Imagine giving up something you love because you have no choice but to let it go. How would you feel? These are the questions at the center of Alex Camilleri’s new film Luzzu. The main character learns a lesson about the power of sacrifice as he must give up a long-lasting family custom because of restrictions, low earnings, and climate change. Camilleri and cinematographer Léo Lefèvre capture the dying art of Maltese fishing with sincerity, curiosity, and realism, by using untrained actors to add rawness and authenticity to this subtle drama.
The film follows Jesmark (Jesmark Scicluna who plays himself), a Maltese fisherman looking to preserve his family fishing legacy using a passed down traditional Maltese Luzzu boat. For fishermen on the island, the industry is quickly dying as locals decommission their fishing boats en masse in exchange for government payout. Jes doesn’t want to leave this life behind, but he’s not making any money and has his wife Denise (Michela Farrugia) and a sick child to support. He comes up with ways to earn income, but the cash isn’t coming in fast enough, and his spouse is becoming increasingly irritated with his inability to accept change.
The thing is, Jesmark can make good money fishing, but the illegal way. On a boat trip with David (cousin of Jesmark Scicluna who also plays himself), he caught a swordfish but had to throw it back into the ocean because it’s a protected fish. He can no longer survive without a steady income, but a shady encounter exposes him to the profession’s dark side as he witnesses seafood trafficking. He blackmails himself into a job with these traffickers, although he’d rather go back to the ocean on his own terms.
There’s a heartbreaking scene where Jesmark gives up his boat and drops it off in a junkyard. As he walks away from the Luzzu, Camilleri blurs the background to build tension as he knows the boat is about to be no more. As things behind him get more and more out of focus, the crunching sounds of the wood cracking and breaking is soul-crushing. Jes has to take a moment to process what just happened and watch him accept that his old way of life is gone forever. The scene hits like a ton of bricks.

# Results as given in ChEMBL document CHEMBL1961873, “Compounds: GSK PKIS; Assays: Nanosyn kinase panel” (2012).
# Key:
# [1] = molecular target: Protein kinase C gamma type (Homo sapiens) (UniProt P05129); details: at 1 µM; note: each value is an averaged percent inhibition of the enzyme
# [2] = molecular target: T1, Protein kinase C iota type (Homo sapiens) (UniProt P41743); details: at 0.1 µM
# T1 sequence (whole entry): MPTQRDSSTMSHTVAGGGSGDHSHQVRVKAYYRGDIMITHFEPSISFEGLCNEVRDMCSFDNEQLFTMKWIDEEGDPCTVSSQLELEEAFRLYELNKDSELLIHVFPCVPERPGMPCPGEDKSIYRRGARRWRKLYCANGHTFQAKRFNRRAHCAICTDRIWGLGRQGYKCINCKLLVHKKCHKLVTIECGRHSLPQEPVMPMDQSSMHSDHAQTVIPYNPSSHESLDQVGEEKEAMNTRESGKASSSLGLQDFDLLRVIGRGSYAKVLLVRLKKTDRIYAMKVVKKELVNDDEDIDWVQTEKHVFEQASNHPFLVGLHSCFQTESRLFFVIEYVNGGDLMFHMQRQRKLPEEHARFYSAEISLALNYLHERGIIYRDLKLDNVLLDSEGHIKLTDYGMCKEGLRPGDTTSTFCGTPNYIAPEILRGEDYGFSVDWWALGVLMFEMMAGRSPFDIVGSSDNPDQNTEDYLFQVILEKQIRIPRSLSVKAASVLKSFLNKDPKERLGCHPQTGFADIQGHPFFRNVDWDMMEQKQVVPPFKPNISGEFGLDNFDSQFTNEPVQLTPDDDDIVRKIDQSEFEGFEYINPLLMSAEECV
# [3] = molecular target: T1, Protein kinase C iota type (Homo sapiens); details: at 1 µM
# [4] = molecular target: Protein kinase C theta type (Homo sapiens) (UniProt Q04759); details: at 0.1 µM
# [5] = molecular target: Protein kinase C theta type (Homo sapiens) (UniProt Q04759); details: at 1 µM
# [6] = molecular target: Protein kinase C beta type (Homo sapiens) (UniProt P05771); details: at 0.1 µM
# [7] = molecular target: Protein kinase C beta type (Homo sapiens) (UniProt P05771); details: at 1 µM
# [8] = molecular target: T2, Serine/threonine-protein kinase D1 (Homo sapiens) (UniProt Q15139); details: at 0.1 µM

There is admiration and appreciation in the direction and framing of the film’s subjects. As a viewer, I could tell Camilleri thoroughly studied the art of Maltese fishing before filming based on the way the characters and their activities are framed. He examines every activity they engage in, from unraveling nets to fixing boats. It’s a love letter to the country’s people and the people who try to keep this culture alive. The islands of Malta are a character in its own way, and while the sweeping landscapes are breathtaking, the people are the heart and soul of this place.
At the conclusion, Jesmark tells his son a story about his family history with the Luzzu. It is then he realizes just because the Luzzu is physically gone, the memories are still there, and he’s happy with that. As a first feature, Camilleri demonstrates that he understands storytelling, how to bring out the humanity of his characters, and how to create a sense of community. This subtle story of a fisherman in crisis manages to build a sense of triumph out of tragedy.
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